Tatom, John (2005): Deficits and the Economy: All Deficits Are Not Created Equal.
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Recent academic and popular discussions of budget deficits rely upon a simplistic and, in large part, false conception of their effects. The recent literature ignores the fact that deficit effects depend on their source and on private sector responses to them. It also matters whether budget changes arise passively through the workings of the business cycle and whether deficit-inducing policy actions are permanent or transitory. More often than not, deficits are associated with lower interest rates. One reason is that large movements in budget deficits are principally due to the business cycle. Recessions lower investment and interest rates and also lower capital inflows. The widely popular idea that current account deficits arise from budget deficits is also not correct. Current account movements are related to international capital flows that respond more to incentives for domestic investment than to budgetary developments. Not surprisingly, the key expectations of the simple theory now circulating, especially about interest rates, the current account deficit and the dollar, are precisely opposite to what modern theory and evidence indicate. Investment and asset allocation decisions that rely on the popular misrepresentations of why and how deficits matter do material damage to investor interest.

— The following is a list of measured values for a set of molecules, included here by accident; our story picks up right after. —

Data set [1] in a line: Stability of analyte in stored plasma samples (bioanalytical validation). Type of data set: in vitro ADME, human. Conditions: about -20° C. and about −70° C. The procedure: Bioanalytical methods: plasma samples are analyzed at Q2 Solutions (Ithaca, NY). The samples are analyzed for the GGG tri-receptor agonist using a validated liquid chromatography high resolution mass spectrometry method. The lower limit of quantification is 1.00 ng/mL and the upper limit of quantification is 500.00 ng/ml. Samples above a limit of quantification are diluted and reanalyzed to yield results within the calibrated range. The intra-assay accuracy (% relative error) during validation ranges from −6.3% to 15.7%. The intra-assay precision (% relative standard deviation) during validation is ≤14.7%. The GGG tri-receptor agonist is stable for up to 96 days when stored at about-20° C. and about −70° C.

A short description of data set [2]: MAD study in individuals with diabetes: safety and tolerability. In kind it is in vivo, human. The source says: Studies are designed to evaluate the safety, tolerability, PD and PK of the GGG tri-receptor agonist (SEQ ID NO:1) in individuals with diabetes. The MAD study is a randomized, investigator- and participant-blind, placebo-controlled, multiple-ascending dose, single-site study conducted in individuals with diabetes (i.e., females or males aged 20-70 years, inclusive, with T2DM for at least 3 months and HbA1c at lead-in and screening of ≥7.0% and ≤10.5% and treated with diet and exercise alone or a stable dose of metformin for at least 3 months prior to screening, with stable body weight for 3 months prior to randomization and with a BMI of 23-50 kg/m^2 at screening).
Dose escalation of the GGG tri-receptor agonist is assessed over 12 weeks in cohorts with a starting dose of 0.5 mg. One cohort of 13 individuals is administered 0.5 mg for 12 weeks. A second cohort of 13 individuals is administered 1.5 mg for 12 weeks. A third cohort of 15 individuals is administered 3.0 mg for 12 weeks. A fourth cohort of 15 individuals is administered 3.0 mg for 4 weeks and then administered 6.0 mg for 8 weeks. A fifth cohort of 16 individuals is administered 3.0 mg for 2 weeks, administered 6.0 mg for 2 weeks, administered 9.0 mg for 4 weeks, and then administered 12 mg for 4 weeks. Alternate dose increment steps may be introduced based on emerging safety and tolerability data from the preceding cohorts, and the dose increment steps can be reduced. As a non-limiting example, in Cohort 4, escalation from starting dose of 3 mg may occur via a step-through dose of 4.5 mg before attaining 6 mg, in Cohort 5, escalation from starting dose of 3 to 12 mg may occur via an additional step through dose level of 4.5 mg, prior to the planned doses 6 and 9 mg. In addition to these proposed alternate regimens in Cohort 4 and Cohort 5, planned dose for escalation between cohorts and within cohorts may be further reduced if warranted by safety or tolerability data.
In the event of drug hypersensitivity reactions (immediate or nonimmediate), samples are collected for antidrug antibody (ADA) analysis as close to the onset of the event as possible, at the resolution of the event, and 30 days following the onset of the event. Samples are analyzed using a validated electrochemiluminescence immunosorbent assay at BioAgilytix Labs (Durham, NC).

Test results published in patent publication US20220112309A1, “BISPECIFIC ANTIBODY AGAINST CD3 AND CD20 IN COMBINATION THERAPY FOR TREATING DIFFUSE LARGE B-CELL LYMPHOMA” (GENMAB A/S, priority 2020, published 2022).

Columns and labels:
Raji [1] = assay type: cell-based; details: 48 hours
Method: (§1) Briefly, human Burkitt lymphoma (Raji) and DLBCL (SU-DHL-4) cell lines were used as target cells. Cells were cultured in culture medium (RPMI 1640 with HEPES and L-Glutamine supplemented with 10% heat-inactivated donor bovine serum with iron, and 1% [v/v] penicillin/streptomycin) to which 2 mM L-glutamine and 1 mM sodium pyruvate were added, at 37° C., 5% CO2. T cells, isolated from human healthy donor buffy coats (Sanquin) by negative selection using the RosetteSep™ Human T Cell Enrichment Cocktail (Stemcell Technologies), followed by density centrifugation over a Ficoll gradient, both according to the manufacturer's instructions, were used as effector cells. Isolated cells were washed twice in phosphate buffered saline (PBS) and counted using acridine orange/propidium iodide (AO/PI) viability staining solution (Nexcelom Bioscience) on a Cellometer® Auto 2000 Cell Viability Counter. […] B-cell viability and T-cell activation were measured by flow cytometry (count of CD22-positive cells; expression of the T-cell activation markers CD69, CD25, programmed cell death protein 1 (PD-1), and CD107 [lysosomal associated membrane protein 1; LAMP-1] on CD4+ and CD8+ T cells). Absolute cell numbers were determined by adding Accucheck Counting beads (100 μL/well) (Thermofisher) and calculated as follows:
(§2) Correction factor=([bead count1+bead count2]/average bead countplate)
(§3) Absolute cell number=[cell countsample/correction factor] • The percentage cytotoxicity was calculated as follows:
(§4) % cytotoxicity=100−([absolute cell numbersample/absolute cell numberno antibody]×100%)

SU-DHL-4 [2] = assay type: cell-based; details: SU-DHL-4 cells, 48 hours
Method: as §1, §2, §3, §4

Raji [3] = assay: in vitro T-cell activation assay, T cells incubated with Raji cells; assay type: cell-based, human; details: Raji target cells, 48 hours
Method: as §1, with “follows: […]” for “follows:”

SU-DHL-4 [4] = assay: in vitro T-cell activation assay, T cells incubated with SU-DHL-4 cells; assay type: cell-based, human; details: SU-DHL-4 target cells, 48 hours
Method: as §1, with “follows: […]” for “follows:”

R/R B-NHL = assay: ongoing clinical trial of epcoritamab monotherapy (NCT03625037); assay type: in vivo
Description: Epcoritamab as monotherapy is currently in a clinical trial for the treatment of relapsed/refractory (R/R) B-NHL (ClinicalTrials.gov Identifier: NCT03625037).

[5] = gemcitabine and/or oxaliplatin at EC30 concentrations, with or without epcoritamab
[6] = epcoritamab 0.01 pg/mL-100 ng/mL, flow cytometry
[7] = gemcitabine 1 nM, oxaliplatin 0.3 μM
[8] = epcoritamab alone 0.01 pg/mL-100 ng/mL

|Item Type:||MPRA Paper|
|Institution:||Networks Financial Institute at Indiana State University|
|Original Title:||Deficits and the Economy: All Deficits Are Not Created Equal|
|Keywords:||deficit; twin deficits; interest rates; fiscal policy|
|Subjects:||H - Public Economics > H6 - National Budget, Deficit, and Debt
E - Macroeconomics and Monetary Economics > E6 - Macroeconomic Policy, Macroeconomic Aspects of Public Finance, and General Outlook
H - Public Economics > H3 - Fiscal Policies and Behavior of Economic Agents
|Depositing User:||John Tatom|
|Date Deposited:||17. Jul 2007|
|Last Modified:||12. Feb 2013 19:15|
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